Another point of contention with the District Attorney’s Office is that the documents Nutting filed showed he completed all of the work on his property on time, qualifying for the Prop. 40 money; however, the investigation has determined those claims aren’t’ accurate.
Nutting had to file paperwork with the El Dorado County Department of Agriculture, Weights and Measures to spray herbicides on his property. During his 2009 project, he was required to finish Prop. 40 work on the property by April 15 to receive they money.
But Leanne Mila with the Department of Agriculture testified that Nutting sprayed after the deadline.
“And what were the dates that was indicated the pesticide was used?”
“May 26, May 27 and May 28 of 2009,” she said. The document showing the dates was stamped on May 29 by the Ag Department.
Stewart signed off on the Prop. 40 forms but said he was unaware of the pesticide spraying and marked the work completed on April 15. He testified that was unsure why Nutting would sign the work as done when he still had pesticide to spray. He also said he was unaware that Cal Fire’s Chris Anthony had seen between 30 and 50 burn piles on Nutting’s Happy Valley property in early May that were supposed to have been burned the month before.
The final sign off for Prop. 40 projects comes from Cal Fire Forester Patrick McDaniel, who testified that he was unsure of when he went to check Nutting’s property, but signed off on May 28, 2009.
Williams asked, if the contract ends in April, it isn’t also McDaniel’s responsibility to make sure the work is completed on time. “I don’t know,” answered McDaniel. Clinchard followed up by asking if anyone other than the registered professional forester that Nutting had hired ensures that the project is done on time. “I don’t know,” was again the reply.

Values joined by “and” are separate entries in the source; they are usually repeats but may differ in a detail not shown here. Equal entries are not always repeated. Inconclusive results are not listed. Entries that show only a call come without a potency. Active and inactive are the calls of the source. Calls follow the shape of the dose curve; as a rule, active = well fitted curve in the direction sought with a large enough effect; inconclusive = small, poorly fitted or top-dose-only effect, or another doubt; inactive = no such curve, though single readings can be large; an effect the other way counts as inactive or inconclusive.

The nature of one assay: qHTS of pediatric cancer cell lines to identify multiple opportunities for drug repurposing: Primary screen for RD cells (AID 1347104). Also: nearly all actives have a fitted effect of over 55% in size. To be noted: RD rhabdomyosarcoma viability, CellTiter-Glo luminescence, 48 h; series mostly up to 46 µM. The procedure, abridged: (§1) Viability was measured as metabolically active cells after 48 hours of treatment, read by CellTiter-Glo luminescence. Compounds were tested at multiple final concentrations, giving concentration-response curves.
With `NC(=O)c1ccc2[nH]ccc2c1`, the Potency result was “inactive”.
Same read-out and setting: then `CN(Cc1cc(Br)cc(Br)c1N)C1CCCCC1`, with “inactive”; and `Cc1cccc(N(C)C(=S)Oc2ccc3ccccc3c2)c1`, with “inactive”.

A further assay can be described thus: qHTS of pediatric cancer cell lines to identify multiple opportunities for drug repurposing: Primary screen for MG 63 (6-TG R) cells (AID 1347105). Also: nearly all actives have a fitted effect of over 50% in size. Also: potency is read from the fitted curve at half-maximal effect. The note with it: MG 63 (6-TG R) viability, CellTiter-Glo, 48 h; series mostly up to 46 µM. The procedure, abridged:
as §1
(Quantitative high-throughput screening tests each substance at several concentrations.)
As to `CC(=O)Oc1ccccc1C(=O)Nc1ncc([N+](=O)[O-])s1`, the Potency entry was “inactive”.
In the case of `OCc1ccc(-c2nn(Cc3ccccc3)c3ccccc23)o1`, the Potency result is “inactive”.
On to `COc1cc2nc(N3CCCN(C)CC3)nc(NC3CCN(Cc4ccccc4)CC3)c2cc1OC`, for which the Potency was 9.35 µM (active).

McDaniel said he keeps a spreadsheet of the dates the contracts expire, but his explanation for not determining when the work was actually done was, “I don’t recall. But I would have been in contact with the (RFP) about the expiration date.”
The matter of the herbicides was pressed. “Why would you sign this document giving Ray Nutting $22,000 if the pesticides had been applied on the 26th, 27th and 28th, outside the contract time period where he was not allowed to get money,” Williams asked. “Why would you sign off and allow — and give him money?”
“I’m not aware of that,” McDaniel said. “I’m not — I did not see this form,” referring to the paperwork Stewart approved.
“I rely on the (RPF) to do his job properly,” he continued, adding that determining if documents submitted to him are true or not are “outside the scope of my responsibilities.” McDaniel added, “If I knew it was false, I wouldn’t sign off on it.”
Taking the Fifth
Nutting was also asked to testify; however, after some initial confusion over whether his attorney David Weiner could be present, Nutting decided to take the Fifth — his constitutional right to not self-incriminate — and left the stand.
At 5:30 p.m. on the second day of proceedings, the Grand Jury returned the indictment of four counts. Nutting was booked into the El Dorado County Jail on May 28, 2013. He posted bail later the same day — an action that has resulted in additional charges related to who gave Nutting money.
Nutting, still and active and voting member of the Board of Supervisors, later recused himself on any matter related to state or federal funding.
In a letter to his fellow supervisors dated June 21, Nutting states: “I will be vindicated of the malicious charges that have been made against me. I want to resume fulfilling all of the duties I was elected to perform. However, I want to ensure that the charges do not affect the county’s ability to obtain or use state and federal funds. I have been told that failure to adhere to this recusal could put at risk the funding of programs and projects receiving monies from any federal source. I believe that asking an elected official to recuse himself from representing his constituents on items he was duly elected to vote on, before he has had his right to a trial violates many important constitutional principles, including the principle that a man is innocent until proven guilty; however, I do not want to take any risk of putting the county’s federal money at risk, so I will continue to voluntarily recuse myself from items involving funding.”
He goes on to write, “I fully intend to be acquitted in a court of law as quickly as possible and then return to perform all of the duties for which I was elected.”
Nutting’s case is awaiting reassignment by El Dorado County Superior Court Presiding Judge Suzanne Kingsbury.
Click on the links below to view the Grand Jury transcript from the two-day Ray Nutting hearing.